by John Edwards

7 tips for leading remote IT teams successfully

Aug 13, 2019
IT LeadershipStaff Management

Managing virtual work environments requires an assortment of real-world skills and tools. Here are the tactics that inspire creativity and productivity.

Leading remote teams  >  A businessman virtually works with a distributed network of teams.
Credit: ipopba / Getty Images

To succeed in an increasingly talent-starved and competitive IT world, more enterprises are relying on geographically dispersed workforces. Such organizations build IT teams providing the best functional expertise, regardless of each individual’s physical location. While collocated teams (every member working at same physical site) may have advantages over dispersed teams in some respects, there’s a growing consensus that a well-planned and organized dispersed/remote team may actually give adopters the upper hand.

The big challenge facing any team scattered across multiple locations is getting isolated individuals to work together as a cohesive unit. “Remote teams can’t be treated like collocated teams, where status, goals, risk and problems are discussed in team meetings, at lunch and at the water cooler,” explains Joe Wilson, owner of Volare Systems, a Denver-based custom software development company. “You must be disciplined with communication when managing 100 percent remote teams, because there are no chance encounters like you get in the office hallway,” says Wilson, who has built and managed remote teams for the past decade.

Leading a dispersed IT team to long-term success requires dedication and special leadership skills, including the ability to organize, motivate and inspire members to work as creatively and adeptly as if they were based on site. Here are seven secrets top IT leaders use to get their remote workers to excel and succeed.

1. Exert strong, clear leadership

Firm leadership is essential, whether team members are located down the hall or several time zones away.

“Smart leaders will proactively identify potential goal conflicts and ensure that the goals of the team as a whole are clear and aligned with other responsibilities team members may have,” suggests Anita Williams Woolley, an associate professor of organizational behavior and theory at Carnegie Mellon University’s Tepper School of Business.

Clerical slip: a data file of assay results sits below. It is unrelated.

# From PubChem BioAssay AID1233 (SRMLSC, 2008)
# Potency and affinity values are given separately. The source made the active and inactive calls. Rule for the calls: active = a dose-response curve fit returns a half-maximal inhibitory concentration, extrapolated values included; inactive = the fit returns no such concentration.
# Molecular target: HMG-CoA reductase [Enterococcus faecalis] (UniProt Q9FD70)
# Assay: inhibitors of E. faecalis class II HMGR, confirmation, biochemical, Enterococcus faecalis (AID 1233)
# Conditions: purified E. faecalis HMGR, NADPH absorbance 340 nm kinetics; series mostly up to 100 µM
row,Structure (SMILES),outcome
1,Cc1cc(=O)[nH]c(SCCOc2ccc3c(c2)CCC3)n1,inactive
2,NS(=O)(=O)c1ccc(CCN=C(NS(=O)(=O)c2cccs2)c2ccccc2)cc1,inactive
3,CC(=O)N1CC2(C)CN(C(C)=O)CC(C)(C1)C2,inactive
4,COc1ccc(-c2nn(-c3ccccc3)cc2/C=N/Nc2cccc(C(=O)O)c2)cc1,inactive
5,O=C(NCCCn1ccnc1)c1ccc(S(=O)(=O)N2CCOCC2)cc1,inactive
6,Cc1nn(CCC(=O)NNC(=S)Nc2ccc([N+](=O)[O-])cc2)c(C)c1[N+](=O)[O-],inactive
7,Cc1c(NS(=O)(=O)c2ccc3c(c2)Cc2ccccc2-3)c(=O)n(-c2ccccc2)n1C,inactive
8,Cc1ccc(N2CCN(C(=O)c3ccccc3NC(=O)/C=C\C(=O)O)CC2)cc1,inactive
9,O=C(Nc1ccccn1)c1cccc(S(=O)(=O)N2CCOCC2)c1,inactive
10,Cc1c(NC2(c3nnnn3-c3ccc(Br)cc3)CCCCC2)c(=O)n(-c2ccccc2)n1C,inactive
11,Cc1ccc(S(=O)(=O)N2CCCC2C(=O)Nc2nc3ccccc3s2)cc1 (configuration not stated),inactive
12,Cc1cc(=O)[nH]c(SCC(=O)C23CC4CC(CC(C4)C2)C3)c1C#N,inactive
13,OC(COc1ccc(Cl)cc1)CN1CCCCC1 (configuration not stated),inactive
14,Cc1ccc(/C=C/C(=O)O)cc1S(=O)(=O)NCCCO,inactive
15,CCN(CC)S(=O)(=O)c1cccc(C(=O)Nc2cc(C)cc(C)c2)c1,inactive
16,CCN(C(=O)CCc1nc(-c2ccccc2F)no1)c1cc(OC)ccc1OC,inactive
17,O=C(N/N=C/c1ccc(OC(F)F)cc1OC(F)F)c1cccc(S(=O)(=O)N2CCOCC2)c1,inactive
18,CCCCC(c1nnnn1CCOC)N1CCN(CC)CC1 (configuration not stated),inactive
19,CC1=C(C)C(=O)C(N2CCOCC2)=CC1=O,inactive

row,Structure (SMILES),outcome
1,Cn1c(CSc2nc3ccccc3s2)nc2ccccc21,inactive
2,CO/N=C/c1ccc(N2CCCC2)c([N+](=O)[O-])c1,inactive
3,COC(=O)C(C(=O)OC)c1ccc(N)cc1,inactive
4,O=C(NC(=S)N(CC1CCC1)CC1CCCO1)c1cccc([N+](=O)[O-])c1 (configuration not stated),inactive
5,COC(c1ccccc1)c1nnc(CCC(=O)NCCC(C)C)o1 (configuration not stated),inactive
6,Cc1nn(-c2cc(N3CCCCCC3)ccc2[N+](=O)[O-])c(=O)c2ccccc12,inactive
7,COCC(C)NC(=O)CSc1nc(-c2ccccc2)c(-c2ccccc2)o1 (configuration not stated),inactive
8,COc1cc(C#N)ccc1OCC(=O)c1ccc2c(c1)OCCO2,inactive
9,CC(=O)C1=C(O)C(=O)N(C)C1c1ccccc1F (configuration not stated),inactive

A leader’s top priority is establishing clear and aligned project objectives. “Remote IT teams fail because there isn’t a clear direction from leadership, or if there is a clear direction, it fails to take into consideration the perspective of employees in … remote environments,” says Helen Dayen, an executive coach and CEO of The Dayen Group, a coaching and career development firm.

Lacking strong leadership and defined goals, remote workers may begin feeling isolated. “They reduce their communication and become less collaborative,” Dayen explains. Over time, the team grows increasingly less effective and productive. “Distance does not make the heart grow fonder,” she notes. “It allows room for assumptions to grow and, frequently, human nature and the human mind will naturally create negative assumptions about people or situations.”

2. Encourage feedback

Collaboration is a two-way street. While team members need clear, direct instructions from their project chief, the leader also needs to know what each team member is up to and whether meaningful progress is being made. To achieve this capability, a feedback process should be established. “Oversee the feedback to make sure it’s constructive and about making the product better, not showing off or winning an argument,” Wilson suggests.

A big mistake many leaders make is assuming that no news is good news. Some remote team members will drift toward silence if left alone. “They won’t always tell you if they’re struggling with something,” Wilson observes. He suggests scheduling one to two daily check-ins, with webcams turned on, to pose open-ended questions to quiet team members. “Things like: ‘How’s it going on X?’ ‘How can I help?’ and ‘Is there anything you need me to do to make your job easier?'” he says.

3. Find the right people

Understand that a certain number of people, regardless of talent and experience, simply aren’t cut out to be remote workers. It’s not a role they feel comfortable in, preferring instead the personal interactions, events and bustling environment a collocated staffer typically experiences. “We know that some people possess higher levels of collaboration skills than others,” Woolley says. “In our research, we repeatedly find that social perceptiveness — being aware of others’ reactions and understanding why they react as they do — is a strong predictor of collective intelligence in both face-to-face and dispersed teams.”